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Tragedy in the Atlas

“The rescue effort was a botched job,” says survivor of caving accident

Spelunkers blame Moroccan and Spanish governments for the deaths of two Spaniards

Juan Bolívar, espeleólogo en marruecos Ampliar foto
Juan Bolívar Bueno during a news conference on Thursday.

The surviving caver from a climbing accident last week in a deep ravine in Morocco’s Atlas Mountains, in which two of his companions died, has accused Moroccan authorities of “a botched job” in their rescue efforts.

Juan Bolívar Bueno made an emotional appearance before the press in his native Granada on Friday to explain how his two fellow spelunkers, lawyer Gustavo Virués and police inspector José Antonio Martínez, died earlier this month during an excursion in the North African country. Both victims were 41.

“I saw them talking to each other, and I looked down for a moment, and when I glanced at them, I saw them falling,” said Bolívar, who is also a police officer. “It was like in the movies; you don’t think it could really be happening.”

“I looked down for a moment, and when I glanced at them, I saw them falling. It was like in the movies”

The three cavers went missing on April 1 after they broke off from a main group of spelunkers to explore caves in the Ouandras Canyon on their own. They were trapped at the bottom of a deep canyon for five days before rescue teams were able to reach them.

Spain had initially offered to send in a specialized rescue unit but Rabat told Madrid that it had the situation under control. It wasn’t until Sunday April 5 that Moroccan authorities allowed the Spanish rescuers to fly in after two of the cavers died.

“The three of us walked together calmly for many hours. We were a group that was going on an excursion; we had everything planned, including a contour map that showed a waterfall at 500 meters and a shortcut at five meters,” Bolívar recalled.

Once Virués reached the waterfall he began climbing. Martínez fed him rope while Bolívar remained at the bottom collecting equipment in the backpacks.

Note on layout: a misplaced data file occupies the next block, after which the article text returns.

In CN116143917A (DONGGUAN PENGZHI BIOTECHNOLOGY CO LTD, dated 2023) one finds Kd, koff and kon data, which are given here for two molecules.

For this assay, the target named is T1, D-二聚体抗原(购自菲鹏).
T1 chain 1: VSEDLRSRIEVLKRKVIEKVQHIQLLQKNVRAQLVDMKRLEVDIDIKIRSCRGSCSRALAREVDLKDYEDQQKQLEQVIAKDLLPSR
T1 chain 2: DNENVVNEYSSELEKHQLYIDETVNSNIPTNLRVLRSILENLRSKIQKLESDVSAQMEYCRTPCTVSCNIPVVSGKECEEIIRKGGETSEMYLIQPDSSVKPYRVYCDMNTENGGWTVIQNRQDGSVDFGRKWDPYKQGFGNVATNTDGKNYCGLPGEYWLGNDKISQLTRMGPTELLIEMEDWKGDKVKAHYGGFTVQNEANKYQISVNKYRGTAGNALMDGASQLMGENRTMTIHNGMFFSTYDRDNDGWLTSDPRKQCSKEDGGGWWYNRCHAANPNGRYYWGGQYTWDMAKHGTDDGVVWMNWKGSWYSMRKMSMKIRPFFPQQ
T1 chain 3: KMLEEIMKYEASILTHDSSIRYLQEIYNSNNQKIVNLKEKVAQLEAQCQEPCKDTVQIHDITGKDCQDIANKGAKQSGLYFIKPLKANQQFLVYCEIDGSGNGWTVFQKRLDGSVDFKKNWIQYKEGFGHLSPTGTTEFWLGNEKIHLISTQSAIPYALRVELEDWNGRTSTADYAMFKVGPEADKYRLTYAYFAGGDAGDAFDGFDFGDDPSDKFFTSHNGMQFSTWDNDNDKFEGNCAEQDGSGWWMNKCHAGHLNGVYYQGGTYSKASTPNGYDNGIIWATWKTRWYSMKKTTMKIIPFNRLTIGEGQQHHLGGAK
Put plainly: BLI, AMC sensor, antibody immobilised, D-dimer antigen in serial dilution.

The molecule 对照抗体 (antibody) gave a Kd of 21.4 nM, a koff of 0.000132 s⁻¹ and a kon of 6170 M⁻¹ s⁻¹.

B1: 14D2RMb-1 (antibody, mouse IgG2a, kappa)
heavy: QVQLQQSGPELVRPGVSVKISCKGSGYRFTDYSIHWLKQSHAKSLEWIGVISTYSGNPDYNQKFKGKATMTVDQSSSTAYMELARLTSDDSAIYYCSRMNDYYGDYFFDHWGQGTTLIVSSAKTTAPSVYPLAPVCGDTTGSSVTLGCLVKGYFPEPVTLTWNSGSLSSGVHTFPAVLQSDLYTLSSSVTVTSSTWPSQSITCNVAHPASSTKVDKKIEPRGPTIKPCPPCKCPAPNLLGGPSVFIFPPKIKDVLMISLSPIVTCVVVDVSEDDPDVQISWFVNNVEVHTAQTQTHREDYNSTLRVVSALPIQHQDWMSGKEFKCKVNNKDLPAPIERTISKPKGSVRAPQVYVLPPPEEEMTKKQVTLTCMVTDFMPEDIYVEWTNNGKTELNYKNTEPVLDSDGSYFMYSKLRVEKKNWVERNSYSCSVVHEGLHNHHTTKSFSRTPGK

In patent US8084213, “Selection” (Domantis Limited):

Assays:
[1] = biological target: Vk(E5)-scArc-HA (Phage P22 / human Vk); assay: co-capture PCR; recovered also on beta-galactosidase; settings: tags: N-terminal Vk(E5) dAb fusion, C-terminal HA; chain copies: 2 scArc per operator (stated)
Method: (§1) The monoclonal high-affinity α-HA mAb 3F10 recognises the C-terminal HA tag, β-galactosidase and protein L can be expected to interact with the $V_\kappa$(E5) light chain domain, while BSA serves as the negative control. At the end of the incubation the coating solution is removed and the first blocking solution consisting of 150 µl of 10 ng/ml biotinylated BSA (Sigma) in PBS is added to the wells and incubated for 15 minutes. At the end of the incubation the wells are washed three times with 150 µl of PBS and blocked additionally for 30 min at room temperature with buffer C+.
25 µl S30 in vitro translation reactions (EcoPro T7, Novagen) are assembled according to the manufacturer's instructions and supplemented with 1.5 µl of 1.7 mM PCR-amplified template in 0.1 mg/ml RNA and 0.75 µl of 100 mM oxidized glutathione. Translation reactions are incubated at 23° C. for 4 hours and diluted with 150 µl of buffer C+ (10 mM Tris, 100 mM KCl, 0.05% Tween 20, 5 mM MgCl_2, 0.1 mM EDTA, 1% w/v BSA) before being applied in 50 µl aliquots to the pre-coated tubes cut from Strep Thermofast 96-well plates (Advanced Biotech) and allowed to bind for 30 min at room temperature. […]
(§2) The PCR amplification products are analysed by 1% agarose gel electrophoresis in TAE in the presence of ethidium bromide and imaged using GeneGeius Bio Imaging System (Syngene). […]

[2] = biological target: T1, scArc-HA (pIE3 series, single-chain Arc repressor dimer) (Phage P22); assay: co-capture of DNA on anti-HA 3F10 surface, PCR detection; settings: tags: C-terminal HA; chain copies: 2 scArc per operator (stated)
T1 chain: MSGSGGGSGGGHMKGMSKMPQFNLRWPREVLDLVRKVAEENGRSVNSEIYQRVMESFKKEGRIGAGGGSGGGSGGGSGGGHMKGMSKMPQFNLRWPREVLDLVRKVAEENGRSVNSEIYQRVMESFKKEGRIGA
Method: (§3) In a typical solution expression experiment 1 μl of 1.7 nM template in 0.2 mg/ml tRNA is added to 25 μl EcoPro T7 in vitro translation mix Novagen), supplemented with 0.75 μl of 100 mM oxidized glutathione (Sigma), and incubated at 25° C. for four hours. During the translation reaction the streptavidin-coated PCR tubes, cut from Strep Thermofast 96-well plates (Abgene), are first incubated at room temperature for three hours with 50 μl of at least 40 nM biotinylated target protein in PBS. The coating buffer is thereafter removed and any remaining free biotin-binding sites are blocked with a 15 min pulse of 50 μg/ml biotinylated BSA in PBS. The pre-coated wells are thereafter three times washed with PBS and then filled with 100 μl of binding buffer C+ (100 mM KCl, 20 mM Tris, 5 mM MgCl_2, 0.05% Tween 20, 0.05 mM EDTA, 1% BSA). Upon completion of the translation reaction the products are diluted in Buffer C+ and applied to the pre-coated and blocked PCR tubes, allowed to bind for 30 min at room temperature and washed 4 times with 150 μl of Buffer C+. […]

“We had everything planned, including a contour map that showed a waterfall at 500 meters”

Bolívar said he could hardly hear anything due to the noise of the waterfall. Martínez began his ascent to see how Virués was doing. That was the last time Bolívar saw them before they suddenly fell.

The survivor struggled to hold back his tears as he recalled the tragedy.

Virués was killed instantly. “He wasn’t moving; his eyes weren’t blinking. He was dead.” His body was left suspended for at least two days before it fell to the bottom of the canyon, a witness said.

Martínez was badly injured, and for five days Bolívar nursed him while giving him food and trying to keep up his spirits. “I gathered all the heavy coats that we had and threw them on him,” he said.

Five days later, a rescue team from the Moroccan Royal Gendarmerie reached the survivors. “They told me they didn’t have any lifting equipment so everything was going to be done manually,” he explained.

“José Antonio was still in the water and I could him yelling, ‘I am drowning, I am drowning’”

The rescuers threw him a rope and small stretcher. “I saw that no one was coming down to help me, but I refused to move him into the stretcher because I am not a doctor.”

An officer came down and put Martínez in the stretcher. Bolívar said that he told his friend to hang on for five minutes: “We are alive and we are going home.”

But when they started pulling the injured man up the mountain Bolívar said he heard Martínez yelling. The stretcher with the gendarme rescuer swung into the waterfall. The officer who was hooked on alongside the injured victim escaped as he could and left José Antonio in the water.

“He told me that his head was sticking out of water,” Bolívar recalled. “I didn’t know what to do. There is no explanation for this. José Antonio was still in the water and I could him yell, ‘I am drowning, I am drowning!’”

Martínez died the next morning after being trapped in the water overnight.

“José Antonio spent five days trying to survive, and the only five minutes we were separated, they killed him”

“José Antonio spent five days trying to survive because he was a strong man. He was one of the good guys, and the only five minutes we were separated, they killed him,” said a tearful Bolívar.

José Morillas, a member of the larger expedition who was also at the news conference, announced that legal action will be taken.

“What happened to José Antonio was a negligent murder on the Moroccan government’s part, because they just wanted to show the world that they were prepared, and on the part of the Spanish government for believing them,” Morillas said.

The two bodies were removed during a complex operation carried out by three specially trained Civil Guard officers from the agency’s mountain rescue unit that eventually reached the area after Rabat gave the green light for them to travel to Morocco.

Their bodies arrived on Thursday at Adolfo Suárez Madrid-Barajas International Airport, where their families awaited them, along with Deputy Foreign Minister Cristóbal González-Aller and Francisco Martínez, the secretary of state for security.

Bolívar arrived on Tuesday after he was released from a Moroccan clinic.